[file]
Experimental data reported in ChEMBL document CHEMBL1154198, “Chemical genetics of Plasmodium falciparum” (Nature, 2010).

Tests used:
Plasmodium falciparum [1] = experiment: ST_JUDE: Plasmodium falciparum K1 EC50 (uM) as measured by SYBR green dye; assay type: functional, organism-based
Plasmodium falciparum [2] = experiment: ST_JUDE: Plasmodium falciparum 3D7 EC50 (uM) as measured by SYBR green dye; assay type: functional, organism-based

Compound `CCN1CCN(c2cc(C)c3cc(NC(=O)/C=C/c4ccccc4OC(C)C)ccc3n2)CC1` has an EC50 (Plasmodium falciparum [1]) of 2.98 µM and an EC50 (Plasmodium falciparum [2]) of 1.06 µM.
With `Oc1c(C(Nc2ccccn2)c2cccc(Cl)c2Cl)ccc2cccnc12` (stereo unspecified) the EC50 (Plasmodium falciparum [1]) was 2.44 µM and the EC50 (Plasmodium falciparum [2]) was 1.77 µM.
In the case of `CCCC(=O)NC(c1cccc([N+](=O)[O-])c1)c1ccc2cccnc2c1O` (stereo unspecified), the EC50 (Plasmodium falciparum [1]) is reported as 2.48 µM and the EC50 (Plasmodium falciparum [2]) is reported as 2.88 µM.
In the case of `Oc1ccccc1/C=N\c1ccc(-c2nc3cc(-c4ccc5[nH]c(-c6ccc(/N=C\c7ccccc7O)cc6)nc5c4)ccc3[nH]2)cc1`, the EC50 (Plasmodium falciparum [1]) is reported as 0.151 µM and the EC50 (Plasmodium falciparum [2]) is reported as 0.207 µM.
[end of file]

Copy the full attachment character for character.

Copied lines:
Experimental data reported in ChEMBL document CHEMBL1154198, “Chemical genetics of Plasmodium falciparum” (Nature, 2010).

Tests used:
Plasmodium falciparum [1] = experiment: ST_JUDE: Plasmodium falciparum K1 EC50 (uM) as measured by SYBR green dye; assay type: functional, organism-based
Plasmodium falciparum [2] = experiment: ST_JUDE: Plasmodium falciparum 3D7 EC50 (uM) as measured by SYBR green dye; assay type: functional, organism-based

Compound `CCN1CCN(c2cc(C)c3cc(NC(=O)/C=C/c4ccccc4OC(C)C)ccc3n2)CC1` has an EC50 (Plasmodium falciparum [1]) of 2.98 µM and an EC50 (Plasmodium falciparum [2]) of 1.06 µM.
With `Oc1c(C(Nc2ccccn2)c2cccc(Cl)c2Cl)ccc2cccnc12` (stereo unspecified) the EC50 (Plasmodium falciparum [1]) was 2.44 µM and the EC50 (Plasmodium falciparum [2]) was 1.77 µM.
In the case of `CCCC(=O)NC(c1cccc([N+](=O)[O-])c1)c1ccc2cccnc2c1O` (stereo unspecified), the EC50 (Plasmodium falciparum [1]) is reported as 2.48 µM and the EC50 (Plasmodium falciparum [2]) is reported as 2.88 µM.
In the case of `Oc1ccccc1/C=N\c1ccc(-c2nc3cc(-c4ccc5[nH]c(-c6ccc(/N=C\c7ccccc7O)cc6)nc5c4)ccc3[nH]2)cc1`, the EC50 (Plasmodium falciparum [1]) is reported as 0.151 µM and the EC50 (Plasmodium falciparum [2]) is reported as 0.207 µM.